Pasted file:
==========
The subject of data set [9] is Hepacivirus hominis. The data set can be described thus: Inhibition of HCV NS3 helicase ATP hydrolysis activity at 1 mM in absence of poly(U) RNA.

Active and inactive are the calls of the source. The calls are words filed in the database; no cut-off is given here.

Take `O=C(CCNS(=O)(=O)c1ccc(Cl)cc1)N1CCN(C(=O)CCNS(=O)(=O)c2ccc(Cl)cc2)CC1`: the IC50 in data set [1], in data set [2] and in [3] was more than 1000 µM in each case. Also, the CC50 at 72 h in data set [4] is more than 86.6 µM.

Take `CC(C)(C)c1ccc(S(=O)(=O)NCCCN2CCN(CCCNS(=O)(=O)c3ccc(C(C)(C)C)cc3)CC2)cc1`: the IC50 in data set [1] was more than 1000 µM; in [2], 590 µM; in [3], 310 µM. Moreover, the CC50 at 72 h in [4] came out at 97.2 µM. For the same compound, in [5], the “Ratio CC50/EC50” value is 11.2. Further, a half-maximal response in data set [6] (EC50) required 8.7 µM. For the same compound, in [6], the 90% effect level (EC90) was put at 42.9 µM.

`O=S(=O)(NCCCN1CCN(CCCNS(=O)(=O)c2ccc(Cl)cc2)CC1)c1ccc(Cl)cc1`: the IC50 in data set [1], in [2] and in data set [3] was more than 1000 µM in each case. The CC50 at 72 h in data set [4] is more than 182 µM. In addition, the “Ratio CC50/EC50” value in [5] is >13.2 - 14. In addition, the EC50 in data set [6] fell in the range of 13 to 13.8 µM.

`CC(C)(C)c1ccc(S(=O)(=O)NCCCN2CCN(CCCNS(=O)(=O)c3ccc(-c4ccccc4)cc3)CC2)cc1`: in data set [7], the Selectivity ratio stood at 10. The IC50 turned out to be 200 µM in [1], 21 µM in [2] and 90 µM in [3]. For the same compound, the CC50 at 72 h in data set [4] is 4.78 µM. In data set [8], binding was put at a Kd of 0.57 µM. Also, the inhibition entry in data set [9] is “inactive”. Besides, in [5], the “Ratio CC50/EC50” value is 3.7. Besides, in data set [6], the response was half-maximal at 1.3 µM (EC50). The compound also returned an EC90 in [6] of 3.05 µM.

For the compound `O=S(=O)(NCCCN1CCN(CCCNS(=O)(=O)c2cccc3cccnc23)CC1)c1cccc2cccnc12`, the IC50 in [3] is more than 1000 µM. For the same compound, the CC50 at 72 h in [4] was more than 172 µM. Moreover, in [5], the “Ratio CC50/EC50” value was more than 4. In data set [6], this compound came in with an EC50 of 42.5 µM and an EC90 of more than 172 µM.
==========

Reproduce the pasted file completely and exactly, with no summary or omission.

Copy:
The subject of data set [9] is Hepacivirus hominis. The data set can be described thus: Inhibition of HCV NS3 helicase ATP hydrolysis activity at 1 mM in absence of poly(U) RNA.

Active and inactive are the calls of the source. The calls are words filed in the database; no cut-off is given here.

Take `O=C(CCNS(=O)(=O)c1ccc(Cl)cc1)N1CCN(C(=O)CCNS(=O)(=O)c2ccc(Cl)cc2)CC1`: the IC50 in data set [1], in data set [2] and in [3] was more than 1000 µM in each case. Also, the CC50 at 72 h in data set [4] is more than 86.6 µM.

Take `CC(C)(C)c1ccc(S(=O)(=O)NCCCN2CCN(CCCNS(=O)(=O)c3ccc(C(C)(C)C)cc3)CC2)cc1`: the IC50 in data set [1] was more than 1000 µM; in [2], 590 µM; in [3], 310 µM. Moreover, the CC50 at 72 h in [4] came out at 97.2 µM. For the same compound, in [5], the “Ratio CC50/EC50” value is 11.2. Further, a half-maximal response in data set [6] (EC50) required 8.7 µM. For the same compound, in [6], the 90% effect level (EC90) was put at 42.9 µM.

`O=S(=O)(NCCCN1CCN(CCCNS(=O)(=O)c2ccc(Cl)cc2)CC1)c1ccc(Cl)cc1`: the IC50 in data set [1], in [2] and in data set [3] was more than 1000 µM in each case. The CC50 at 72 h in data set [4] is more than 182 µM. In addition, the “Ratio CC50/EC50” value in [5] is >13.2 - 14. In addition, the EC50 in data set [6] fell in the range of 13 to 13.8 µM.

`CC(C)(C)c1ccc(S(=O)(=O)NCCCN2CCN(CCCNS(=O)(=O)c3ccc(-c4ccccc4)cc3)CC2)cc1`: in data set [7], the Selectivity ratio stood at 10. The IC50 turned out to be 200 µM in [1], 21 µM in [2] and 90 µM in [3]. For the same compound, the CC50 at 72 h in data set [4] is 4.78 µM. In data set [8], binding was put at a Kd of 0.57 µM. Also, the inhibition entry in data set [9] is “inactive”. Besides, in [5], the “Ratio CC50/EC50” value is 3.7. Besides, in data set [6], the response was half-maximal at 1.3 µM (EC50). The compound also returned an EC90 in [6] of 3.05 µM.

For the compound `O=S(=O)(NCCCN1CCN(CCCNS(=O)(=O)c2cccc3cccnc23)CC1)c1cccc2cccnc12`, the IC50 in [3] is more than 1000 µM. For the same compound, the CC50 at 72 h in [4] was more than 172 µM. Moreover, in [5], the “Ratio CC50/EC50” value was more than 4. In data set [6], this compound came in with an EC50 of 42.5 µM and an EC90 of more than 172 µM.